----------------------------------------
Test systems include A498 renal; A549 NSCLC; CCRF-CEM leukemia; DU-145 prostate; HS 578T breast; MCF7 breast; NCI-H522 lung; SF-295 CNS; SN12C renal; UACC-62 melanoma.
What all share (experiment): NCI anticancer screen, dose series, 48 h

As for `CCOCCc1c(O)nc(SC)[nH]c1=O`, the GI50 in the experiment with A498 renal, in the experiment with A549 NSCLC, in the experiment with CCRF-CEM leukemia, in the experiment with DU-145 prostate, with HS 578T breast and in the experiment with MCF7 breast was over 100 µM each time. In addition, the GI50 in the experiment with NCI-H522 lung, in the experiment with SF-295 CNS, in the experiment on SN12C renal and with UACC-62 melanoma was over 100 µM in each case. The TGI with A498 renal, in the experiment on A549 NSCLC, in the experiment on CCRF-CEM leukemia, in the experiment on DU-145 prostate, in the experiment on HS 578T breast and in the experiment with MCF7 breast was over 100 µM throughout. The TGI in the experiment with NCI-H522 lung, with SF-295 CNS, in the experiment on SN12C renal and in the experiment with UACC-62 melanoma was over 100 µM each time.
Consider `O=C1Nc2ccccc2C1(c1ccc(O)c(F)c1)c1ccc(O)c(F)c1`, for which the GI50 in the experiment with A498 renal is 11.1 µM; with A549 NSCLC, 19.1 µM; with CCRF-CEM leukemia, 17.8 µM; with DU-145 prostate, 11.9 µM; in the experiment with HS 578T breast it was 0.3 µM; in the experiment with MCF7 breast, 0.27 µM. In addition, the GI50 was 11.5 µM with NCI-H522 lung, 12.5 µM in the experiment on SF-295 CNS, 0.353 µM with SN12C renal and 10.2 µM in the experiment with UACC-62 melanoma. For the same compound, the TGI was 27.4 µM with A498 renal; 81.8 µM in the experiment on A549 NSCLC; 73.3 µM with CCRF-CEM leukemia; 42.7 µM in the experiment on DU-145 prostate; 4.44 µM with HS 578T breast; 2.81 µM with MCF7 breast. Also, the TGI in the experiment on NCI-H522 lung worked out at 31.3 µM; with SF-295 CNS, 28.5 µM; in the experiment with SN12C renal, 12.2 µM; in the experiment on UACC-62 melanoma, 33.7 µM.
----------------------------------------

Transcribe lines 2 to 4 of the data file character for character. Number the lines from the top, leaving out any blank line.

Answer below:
What all share (experiment): NCI anticancer screen, dose series, 48 h

As for `CCOCCc1c(O)nc(SC)[nH]c1=O`, the GI50 in the experiment with A498 renal, in the experiment with A549 NSCLC, in the experiment with CCRF-CEM leukemia, in the experiment with DU-145 prostate, with HS 578T breast and in the experiment with MCF7 breast was over 100 µM each time. In addition, the GI50 in the experiment with NCI-H522 lung, in the experiment with SF-295 CNS, in the experiment on SN12C renal and with UACC-62 melanoma was over 100 µM in each case. The TGI with A498 renal, in the experiment on A549 NSCLC, in the experiment on CCRF-CEM leukemia, in the experiment on DU-145 prostate, in the experiment on HS 578T breast and in the experiment with MCF7 breast was over 100 µM throughout. The TGI in the experiment with NCI-H522 lung, with SF-295 CNS, in the experiment on SN12C renal and in the experiment with UACC-62 melanoma was over 100 µM each time.
Consider `O=C1Nc2ccccc2C1(c1ccc(O)c(F)c1)c1ccc(O)c(F)c1`, for which the GI50 in the experiment with A498 renal is 11.1 µM; with A549 NSCLC, 19.1 µM; with CCRF-CEM leukemia, 17.8 µM; with DU-145 prostate, 11.9 µM; in the experiment with HS 578T breast it was 0.3 µM; in the experiment with MCF7 breast, 0.27 µM. In addition, the GI50 was 11.5 µM with NCI-H522 lung, 12.5 µM in the experiment on SF-295 CNS, 0.353 µM with SN12C renal and 10.2 µM in the experiment with UACC-62 melanoma. For the same compound, the TGI was 27.4 µM with A498 renal; 81.8 µM in the experiment on A549 NSCLC; 73.3 µM with CCRF-CEM leukemia; 42.7 µM in the experiment on DU-145 prostate; 4.44 µM with HS 578T breast; 2.81 µM with MCF7 breast. Also, the TGI in the experiment on NCI-H522 lung worked out at 31.3 µM; with SF-295 CNS, 28.5 µM; in the experiment with SN12C renal, 12.2 µM; in the experiment on UACC-62 melanoma, 33.7 µM.